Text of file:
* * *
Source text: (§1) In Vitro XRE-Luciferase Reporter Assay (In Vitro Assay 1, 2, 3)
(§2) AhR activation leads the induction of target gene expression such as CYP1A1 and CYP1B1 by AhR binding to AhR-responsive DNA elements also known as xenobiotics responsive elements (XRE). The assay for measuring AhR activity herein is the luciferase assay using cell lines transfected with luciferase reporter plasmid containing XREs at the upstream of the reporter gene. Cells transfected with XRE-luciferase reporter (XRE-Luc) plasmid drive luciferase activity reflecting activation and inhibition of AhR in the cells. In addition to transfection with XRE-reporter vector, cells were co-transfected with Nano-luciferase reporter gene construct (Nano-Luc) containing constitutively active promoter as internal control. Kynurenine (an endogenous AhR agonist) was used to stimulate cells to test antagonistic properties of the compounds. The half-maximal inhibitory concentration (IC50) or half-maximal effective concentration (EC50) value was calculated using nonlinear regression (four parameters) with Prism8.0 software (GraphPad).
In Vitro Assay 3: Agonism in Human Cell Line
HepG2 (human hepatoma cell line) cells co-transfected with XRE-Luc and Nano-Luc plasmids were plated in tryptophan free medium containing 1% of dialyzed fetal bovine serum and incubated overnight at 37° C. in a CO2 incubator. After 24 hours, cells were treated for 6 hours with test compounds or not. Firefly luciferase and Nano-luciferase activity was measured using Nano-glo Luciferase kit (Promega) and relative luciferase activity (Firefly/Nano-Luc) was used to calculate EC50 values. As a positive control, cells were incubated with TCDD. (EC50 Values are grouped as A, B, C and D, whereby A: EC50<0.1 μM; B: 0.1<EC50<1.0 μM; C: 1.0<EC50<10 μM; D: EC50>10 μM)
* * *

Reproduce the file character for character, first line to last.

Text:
Source text: (§1) In Vitro XRE-Luciferase Reporter Assay (In Vitro Assay 1, 2, 3)
(§2) AhR activation leads the induction of target gene expression such as CYP1A1 and CYP1B1 by AhR binding to AhR-responsive DNA elements also known as xenobiotics responsive elements (XRE). The assay for measuring AhR activity herein is the luciferase assay using cell lines transfected with luciferase reporter plasmid containing XREs at the upstream of the reporter gene. Cells transfected with XRE-luciferase reporter (XRE-Luc) plasmid drive luciferase activity reflecting activation and inhibition of AhR in the cells. In addition to transfection with XRE-reporter vector, cells were co-transfected with Nano-luciferase reporter gene construct (Nano-Luc) containing constitutively active promoter as internal control. Kynurenine (an endogenous AhR agonist) was used to stimulate cells to test antagonistic properties of the compounds. The half-maximal inhibitory concentration (IC50) or half-maximal effective concentration (EC50) value was calculated using nonlinear regression (four parameters) with Prism8.0 software (GraphPad).
In Vitro Assay 3: Agonism in Human Cell Line
HepG2 (human hepatoma cell line) cells co-transfected with XRE-Luc and Nano-Luc plasmids were plated in tryptophan free medium containing 1% of dialyzed fetal bovine serum and incubated overnight at 37° C. in a CO2 incubator. After 24 hours, cells were treated for 6 hours with test compounds or not. Firefly luciferase and Nano-luciferase activity was measured using Nano-glo Luciferase kit (Promega) and relative luciferase activity (Firefly/Nano-Luc) was used to calculate EC50 values. As a positive control, cells were incubated with TCDD. (EC50 Values are grouped as A, B, C and D, whereby A: EC50<0.1 μM; B: 0.1<EC50<1.0 μM; C: 1.0<EC50<10 μM; D: EC50>10 μM)